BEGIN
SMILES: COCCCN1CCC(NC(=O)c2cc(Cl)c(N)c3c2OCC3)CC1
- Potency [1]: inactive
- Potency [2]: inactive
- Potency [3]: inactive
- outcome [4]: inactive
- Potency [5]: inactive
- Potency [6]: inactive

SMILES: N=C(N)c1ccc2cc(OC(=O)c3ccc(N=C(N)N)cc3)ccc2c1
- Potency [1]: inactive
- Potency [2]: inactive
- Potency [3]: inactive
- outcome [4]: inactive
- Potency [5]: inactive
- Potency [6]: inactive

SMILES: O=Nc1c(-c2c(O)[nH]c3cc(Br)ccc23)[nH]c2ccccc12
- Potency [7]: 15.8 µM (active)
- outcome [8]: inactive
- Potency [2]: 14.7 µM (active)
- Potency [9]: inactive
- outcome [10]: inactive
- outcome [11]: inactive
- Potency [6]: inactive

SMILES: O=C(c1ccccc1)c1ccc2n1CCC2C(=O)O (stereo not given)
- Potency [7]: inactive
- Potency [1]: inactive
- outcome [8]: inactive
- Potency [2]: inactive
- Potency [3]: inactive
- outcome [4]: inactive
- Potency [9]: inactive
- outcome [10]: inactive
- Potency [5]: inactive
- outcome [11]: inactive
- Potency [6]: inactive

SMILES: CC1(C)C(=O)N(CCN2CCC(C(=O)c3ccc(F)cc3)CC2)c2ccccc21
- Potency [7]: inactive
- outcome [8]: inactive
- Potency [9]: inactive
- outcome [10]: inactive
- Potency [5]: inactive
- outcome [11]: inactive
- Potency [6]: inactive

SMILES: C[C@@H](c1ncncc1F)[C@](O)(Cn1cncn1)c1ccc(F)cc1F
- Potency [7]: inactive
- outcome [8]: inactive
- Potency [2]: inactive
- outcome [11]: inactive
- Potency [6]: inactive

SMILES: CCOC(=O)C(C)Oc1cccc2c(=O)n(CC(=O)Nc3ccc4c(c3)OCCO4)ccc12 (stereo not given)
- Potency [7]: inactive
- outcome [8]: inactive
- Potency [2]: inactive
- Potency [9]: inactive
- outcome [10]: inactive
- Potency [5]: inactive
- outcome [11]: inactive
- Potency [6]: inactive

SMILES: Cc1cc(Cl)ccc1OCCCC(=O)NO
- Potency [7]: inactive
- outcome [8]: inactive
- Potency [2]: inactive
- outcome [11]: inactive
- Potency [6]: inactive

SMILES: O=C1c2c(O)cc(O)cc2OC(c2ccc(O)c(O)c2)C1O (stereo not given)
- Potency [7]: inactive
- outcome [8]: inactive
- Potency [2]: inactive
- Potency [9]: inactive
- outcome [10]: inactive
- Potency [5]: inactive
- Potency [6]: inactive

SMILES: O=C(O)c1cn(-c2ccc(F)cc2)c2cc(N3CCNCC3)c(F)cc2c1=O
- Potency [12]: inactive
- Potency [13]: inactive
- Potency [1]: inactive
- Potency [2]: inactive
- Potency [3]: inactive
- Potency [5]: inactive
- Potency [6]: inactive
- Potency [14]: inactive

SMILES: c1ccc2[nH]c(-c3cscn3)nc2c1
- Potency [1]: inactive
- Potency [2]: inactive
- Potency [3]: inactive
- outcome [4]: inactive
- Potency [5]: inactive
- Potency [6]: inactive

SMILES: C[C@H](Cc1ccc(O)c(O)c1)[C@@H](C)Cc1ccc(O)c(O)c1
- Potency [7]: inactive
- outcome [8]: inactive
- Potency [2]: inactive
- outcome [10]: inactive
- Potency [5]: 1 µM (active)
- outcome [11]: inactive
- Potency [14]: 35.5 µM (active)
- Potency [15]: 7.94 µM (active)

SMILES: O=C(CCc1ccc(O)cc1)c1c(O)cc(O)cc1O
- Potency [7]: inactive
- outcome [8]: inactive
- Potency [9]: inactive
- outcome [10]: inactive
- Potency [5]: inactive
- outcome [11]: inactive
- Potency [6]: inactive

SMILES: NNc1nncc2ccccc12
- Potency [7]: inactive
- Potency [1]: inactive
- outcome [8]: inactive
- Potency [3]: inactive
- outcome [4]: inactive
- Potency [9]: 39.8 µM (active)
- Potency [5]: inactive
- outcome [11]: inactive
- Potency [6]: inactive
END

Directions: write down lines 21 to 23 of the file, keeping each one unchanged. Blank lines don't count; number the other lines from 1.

- outcome [11]: inactive
- Potency [6]: inactive

SMILES: O=C(c1ccccc1)c1ccc2n1CCC2C(=O)O (stereo not given)